The donut-shaped AmpCoil device has three parts. It uses a modified Nikola Tesla coil (the donut), connected to an amplifier specifically made for sound therapy, which is accomplished by a combination of bioresonance and entrainment. Running the show is a tablet, which uses the BetterGuide app. “On the BetterGuide app, you create a profile, then there are a number of different journeys you can go on. It uses biofeedback via voice analysis. You speak into the tablet and it shares with you what the body is calling for—the highest priorities,” explains Whelehan. “Anything over 85 percent is calling for extra attention in the body. You can tune up the organs and nutrition that you’re in need of help with. Part of what the whole device is geared toward is the idea of balance and nourishment.”
The PEMF therapy helps reduce inflammation and pain, while improving circulation and oxygenation of the blood. This can “improve and support the value of other Lyme treatments by acting as a whole-body battery recharger,” says AmpCoil.com.
Whelehan, an Independent AmpCoil Ambassador and owner of Open Sky Yoga Barn, in Redding, suffered from Lyme and chronic fatigue for years along with her daughter, whose Lyme affected her brain. Her son was misdiagnosed with Lyme, and had been sick for 17 of his 21 years with Ankylosing Spondylitis. After a year of using AmpCoil, her son’s bloodwork is all normal and he’s weaning off medications. Her daughter, she says, “got her life back.”
AmpCoil was born out of necessity for founders Aaron and Geneva Bigelow.
Both struggling with Lyme disease symptoms, they tried every treatment they could find, but kept relapsing soon after. Aligned with the principles of nature, the AmpCoil system merges PEMF, biofeedback, bioresonance and sound technology into an all-in-one wellness system for home use. According to AmpCoil.com, over 89 percent of users report an 84 to 93 percent reduction of their symptoms.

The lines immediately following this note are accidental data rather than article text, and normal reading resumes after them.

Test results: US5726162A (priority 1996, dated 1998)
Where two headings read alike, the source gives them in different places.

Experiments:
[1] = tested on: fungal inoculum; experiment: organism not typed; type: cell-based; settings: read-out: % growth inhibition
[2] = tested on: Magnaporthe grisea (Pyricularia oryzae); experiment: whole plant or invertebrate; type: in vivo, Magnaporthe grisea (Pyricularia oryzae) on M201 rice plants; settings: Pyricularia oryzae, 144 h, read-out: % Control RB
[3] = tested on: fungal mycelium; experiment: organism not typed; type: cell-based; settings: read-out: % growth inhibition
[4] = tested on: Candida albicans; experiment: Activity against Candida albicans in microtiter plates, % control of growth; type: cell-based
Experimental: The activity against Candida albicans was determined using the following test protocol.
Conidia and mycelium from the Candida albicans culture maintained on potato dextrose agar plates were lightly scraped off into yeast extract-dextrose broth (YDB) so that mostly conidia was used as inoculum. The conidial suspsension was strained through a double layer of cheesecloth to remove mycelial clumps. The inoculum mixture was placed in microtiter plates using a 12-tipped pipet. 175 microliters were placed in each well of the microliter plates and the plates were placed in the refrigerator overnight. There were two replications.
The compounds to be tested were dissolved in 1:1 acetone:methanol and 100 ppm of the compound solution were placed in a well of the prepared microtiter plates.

“PEMF has been around a while, but many are just targeting and killing off bugs and microbes, so the body goes into suffer mode. The AmpCoil is tuning up and shifting on all molecular and cellular levels,” explains Whelehan. “It detects which microbes, metals and toxins are most prevalent in the body and need to be cleansed. It helps the bio-terrain naturally align into a more balanced state. It tunes your body.”
Whelehan is currently running a program in conjunction with the nonprofit Wellness for Humanity Foundation (WFHFoundation.org), which aims to help families with Lyme using technologies like the AmpCoil. “WFH brings the AmpCoil into families where three or more people have Lyme. It rotates from family to family, with great results,” she says. She is running the first pilot program in the country at her studio, which is geared toward individual people with Lyme, who do not qualify for the WFH family program. “We currently see 12 participants in this pilot program, three times a week for four months, for free.” Whelehan donates all of her time and the use of her AmpCoil, with the help of three volunteers and two part-time employees.
She offers AmpCoil sessions at Open Sky Yoga Barn, and once a week she travels to Salt of the Earth Healing Arts Sanctuary in Woodbury, to hold appointments. After an initial free, hour-long demo, many people already report some relief. “For those who come regularly, the data shows that three times a week is best, but you can do it less,” she says.
For Whelehan, the best part of sharing AmpCoil is “activating hope”. She says, “For the first time in a long time, they’re hopeful. The other thing that comes back is joy. The lights start to go back on.” Even while they’re still struggling through the recovery process, the shift is happening physically, mentally and emotionally.
Lyme disease can be a scary, unruly illness, forcing us to stop, take a deep breath and take stock of what our bodies are telling us. Managing and ultimately curing Lyme can be an ongoing process that often takes a village. The village for some, may happen to include a “magic donut” or a hive of bees.
Beth Houghtaling administers bee venom therapy at Intuitive Apitherapy, in Danbury. Connect with her at 203-942-5196, IntuitiveApitherapy.com or follow Intuitive Apitherapy on Facebook.
Cathy Whelehan offers AmpCoil treatments at Open Sky Yoga Barn, in Redding and at Salt of the Earth Healing Arts Sanctuary in Woodbury. Connect with her at 203-648-8023 or OpenSkyYogaBarn.com. See ad, page 26.
Michelle Bense is a freelance writer and editor for Natural Awakenings magazines, currently living and exploring in New Mexico. Connect with her at EditorMichelleBense@gmail.com.Edit ModuleShow Tags